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DES MOINES, Iowa – Democrats on a Senate committee Thursday moved ahead with plans for a $250 million commercial property tax cut over five years targeted at small and Main Street businesses over GOP objections that the approach – while helpful -- was too limited.
Senate Study Bill 1136, which passed the Senate Ways and Means Committee on a 9-6 party-line vote, would enable all businesses to be taxed at a lower rate on the first $324,000 of their assessed property value. Commercial entities would have property values above that threshold taxed at the current 100 percent rate.
Under the Democrats' plan, $50 million a year would go into a new Business Property Tax Relief Fund beginning July 1, 2014, to provide property tax credits for businesses. A permanent, ongoing appropriation would increase by $50 million each year that the state's revenue rises by at least 4 percent, reaching a maximum of $250 million per year in reduced property taxes.
"It's cash flow, it's keeping you afloat and that's great," said Sen. Rick Bertrand, R-Sioux City. He said the legislation would benefit "retail, coffee" shop type businesses with about $4,500 in relief, but does not help manufacturing which is the real driver of good-paying jobs in Iowa. He urged majority Democrats to consider a companion bill for manufacturing to "fill that hole" in commercial property tax relief and to eliminate the revenue "trigger" in the bill approved Thursday.
"There is no perfect bill," said Sen. Joe Bolkcom, D-Iowa City, the committee's chairman.
"We're about doing what we can get done" he told committee members. "We have to start somewhere. We can build on this."
Sen. Randy Feenstra of Hull, ranking Republican on the committee, favored a comprehensive approach that would permanently reduces commercial property tax rates rather than awards tax credits.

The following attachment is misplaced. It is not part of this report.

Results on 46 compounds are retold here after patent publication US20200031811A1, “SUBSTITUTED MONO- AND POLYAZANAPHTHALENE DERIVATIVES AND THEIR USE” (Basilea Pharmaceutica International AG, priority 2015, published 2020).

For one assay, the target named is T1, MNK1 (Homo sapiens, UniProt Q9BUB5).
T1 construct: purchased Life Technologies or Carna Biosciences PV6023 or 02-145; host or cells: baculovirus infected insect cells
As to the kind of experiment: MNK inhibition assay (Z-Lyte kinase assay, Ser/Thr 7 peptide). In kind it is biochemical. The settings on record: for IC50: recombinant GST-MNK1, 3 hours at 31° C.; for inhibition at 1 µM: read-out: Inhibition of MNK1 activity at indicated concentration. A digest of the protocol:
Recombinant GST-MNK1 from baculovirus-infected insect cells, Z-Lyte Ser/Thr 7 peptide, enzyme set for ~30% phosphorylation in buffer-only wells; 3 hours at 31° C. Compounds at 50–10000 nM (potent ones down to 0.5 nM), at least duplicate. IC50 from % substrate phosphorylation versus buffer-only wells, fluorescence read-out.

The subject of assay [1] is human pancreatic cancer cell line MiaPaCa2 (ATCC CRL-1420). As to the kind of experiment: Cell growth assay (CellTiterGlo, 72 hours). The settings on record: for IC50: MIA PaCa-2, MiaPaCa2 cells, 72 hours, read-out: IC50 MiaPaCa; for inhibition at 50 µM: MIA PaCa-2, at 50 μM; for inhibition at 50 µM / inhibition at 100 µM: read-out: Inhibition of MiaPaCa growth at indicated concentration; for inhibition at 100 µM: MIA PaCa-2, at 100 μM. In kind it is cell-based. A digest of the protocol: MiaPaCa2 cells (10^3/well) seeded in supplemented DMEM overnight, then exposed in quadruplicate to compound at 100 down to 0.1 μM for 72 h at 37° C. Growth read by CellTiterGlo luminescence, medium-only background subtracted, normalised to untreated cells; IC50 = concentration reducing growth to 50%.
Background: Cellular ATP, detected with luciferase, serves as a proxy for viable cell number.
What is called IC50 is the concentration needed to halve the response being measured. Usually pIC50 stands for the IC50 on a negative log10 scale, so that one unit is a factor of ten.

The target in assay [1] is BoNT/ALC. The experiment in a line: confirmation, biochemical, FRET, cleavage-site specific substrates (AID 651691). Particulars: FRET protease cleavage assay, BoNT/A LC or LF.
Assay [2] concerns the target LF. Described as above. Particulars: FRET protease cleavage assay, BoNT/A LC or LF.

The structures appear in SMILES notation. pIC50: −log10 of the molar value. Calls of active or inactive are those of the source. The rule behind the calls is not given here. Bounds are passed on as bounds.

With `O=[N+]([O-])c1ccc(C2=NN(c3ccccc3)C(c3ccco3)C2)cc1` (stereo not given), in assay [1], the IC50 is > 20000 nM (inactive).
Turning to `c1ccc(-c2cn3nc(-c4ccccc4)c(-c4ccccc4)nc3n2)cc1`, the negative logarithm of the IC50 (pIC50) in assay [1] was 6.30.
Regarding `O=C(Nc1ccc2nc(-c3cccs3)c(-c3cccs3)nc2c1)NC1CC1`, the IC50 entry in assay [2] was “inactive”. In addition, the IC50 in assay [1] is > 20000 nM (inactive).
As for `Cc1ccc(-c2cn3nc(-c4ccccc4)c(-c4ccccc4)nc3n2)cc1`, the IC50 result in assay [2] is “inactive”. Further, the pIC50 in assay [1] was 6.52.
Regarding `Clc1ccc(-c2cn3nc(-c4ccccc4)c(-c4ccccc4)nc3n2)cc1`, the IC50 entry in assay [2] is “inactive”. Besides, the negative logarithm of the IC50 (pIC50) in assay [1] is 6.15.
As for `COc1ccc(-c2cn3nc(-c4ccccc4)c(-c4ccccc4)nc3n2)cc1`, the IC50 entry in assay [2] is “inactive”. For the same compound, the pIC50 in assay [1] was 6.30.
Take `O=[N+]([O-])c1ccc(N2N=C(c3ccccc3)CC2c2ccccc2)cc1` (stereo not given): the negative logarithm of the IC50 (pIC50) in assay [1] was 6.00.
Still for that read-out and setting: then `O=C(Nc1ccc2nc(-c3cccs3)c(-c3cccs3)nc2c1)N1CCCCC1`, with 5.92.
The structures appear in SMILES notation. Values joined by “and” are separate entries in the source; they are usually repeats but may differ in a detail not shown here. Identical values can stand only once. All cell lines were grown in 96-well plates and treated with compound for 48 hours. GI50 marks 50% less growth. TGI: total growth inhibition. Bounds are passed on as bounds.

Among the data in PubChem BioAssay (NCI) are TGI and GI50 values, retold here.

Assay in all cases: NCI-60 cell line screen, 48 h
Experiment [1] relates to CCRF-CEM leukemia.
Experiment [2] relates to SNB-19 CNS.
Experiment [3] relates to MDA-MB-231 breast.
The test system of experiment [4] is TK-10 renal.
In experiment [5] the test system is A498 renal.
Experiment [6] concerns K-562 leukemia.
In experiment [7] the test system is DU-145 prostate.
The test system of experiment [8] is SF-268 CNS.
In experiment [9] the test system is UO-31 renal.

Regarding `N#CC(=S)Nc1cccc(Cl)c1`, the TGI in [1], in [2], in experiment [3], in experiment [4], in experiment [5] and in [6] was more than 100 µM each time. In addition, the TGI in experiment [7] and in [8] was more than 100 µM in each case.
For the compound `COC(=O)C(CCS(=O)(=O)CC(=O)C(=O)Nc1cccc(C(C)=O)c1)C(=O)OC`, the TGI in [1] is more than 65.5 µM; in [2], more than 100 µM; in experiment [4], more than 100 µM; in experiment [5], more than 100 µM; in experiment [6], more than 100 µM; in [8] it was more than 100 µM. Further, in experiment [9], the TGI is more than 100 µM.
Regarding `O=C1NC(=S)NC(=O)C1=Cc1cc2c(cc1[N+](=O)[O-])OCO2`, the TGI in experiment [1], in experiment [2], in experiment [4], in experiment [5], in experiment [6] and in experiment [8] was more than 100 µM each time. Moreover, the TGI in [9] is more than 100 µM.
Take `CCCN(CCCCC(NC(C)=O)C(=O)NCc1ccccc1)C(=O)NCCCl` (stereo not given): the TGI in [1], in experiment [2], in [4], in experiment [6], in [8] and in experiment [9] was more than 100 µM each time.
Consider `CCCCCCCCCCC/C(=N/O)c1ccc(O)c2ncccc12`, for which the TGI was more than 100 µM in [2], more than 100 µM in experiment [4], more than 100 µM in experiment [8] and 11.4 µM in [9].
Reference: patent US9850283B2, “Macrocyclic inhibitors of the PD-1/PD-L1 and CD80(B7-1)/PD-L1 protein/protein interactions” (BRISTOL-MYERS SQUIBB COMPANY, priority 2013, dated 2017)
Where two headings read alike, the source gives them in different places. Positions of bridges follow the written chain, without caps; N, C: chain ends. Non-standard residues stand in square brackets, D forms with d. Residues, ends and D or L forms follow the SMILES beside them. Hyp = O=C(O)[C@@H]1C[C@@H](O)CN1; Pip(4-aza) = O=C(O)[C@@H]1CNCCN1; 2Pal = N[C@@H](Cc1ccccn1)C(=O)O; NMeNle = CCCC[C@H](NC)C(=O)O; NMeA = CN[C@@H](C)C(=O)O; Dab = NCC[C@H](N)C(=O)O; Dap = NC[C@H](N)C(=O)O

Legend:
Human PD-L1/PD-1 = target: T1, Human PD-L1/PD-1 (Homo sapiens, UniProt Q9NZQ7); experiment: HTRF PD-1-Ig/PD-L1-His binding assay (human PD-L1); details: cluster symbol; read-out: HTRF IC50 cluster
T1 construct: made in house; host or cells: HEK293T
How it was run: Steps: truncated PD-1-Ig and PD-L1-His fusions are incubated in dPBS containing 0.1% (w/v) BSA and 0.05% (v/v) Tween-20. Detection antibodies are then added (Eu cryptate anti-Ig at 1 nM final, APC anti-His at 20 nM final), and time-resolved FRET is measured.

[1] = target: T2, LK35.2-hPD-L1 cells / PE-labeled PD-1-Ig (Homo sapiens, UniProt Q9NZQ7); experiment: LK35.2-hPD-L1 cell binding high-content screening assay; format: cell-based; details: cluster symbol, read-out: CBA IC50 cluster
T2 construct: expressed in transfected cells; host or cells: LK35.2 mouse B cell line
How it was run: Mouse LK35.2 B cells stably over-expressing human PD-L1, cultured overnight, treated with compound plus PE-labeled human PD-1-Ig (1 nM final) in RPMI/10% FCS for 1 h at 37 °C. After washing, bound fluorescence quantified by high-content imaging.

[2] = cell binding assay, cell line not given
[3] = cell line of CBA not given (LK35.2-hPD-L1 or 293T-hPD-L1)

"This would be just another complication or another Band-Aid to a bigger problem underneath," he said.
House Speaker Kraig Paulsen, R-Hiawatha, told reporters Thursday that a property tax compromise "needs to be done this session."
Republicans who control the Iowa House have proposed to provide relief to all property classes by having the state take over the full cost of funding the school aid formula. Currently, the state contributes 87.5 percent of the total cost of the K-12 school aid formula and the rest is funded by local property tax dollars. House File 2 seeks to increase the percentage the state contributes by 2.5 percent annually for five years.
Gov. Terry Branstad has offered a plan that would reduce the percentage to 80 percent over four years. The bill requires that a standing appropriation be made each year by the Legislature in the exact amount of reduced property tax dollars, to be given back to city and county governments. He also seeks to lower the amount that residential and agricultural classes of property could increase -- from 4 percent to 2 percent.
Legislative Service Agency analysts this week pegged the overall relief provided by the governor's plan at $350 million to $390 million, while the House GOP plan could go as high as $440 million in relief if next school's allowable growth rate is 2 percent.
Senate Majority Leader Mike Gronstal, D-Council Bluffs, said the Senate favors targeted tax relief via the property tax credits and by raising the state's earned income tax credit on federal taxes from 7 percent to 20 percent to help working poor families.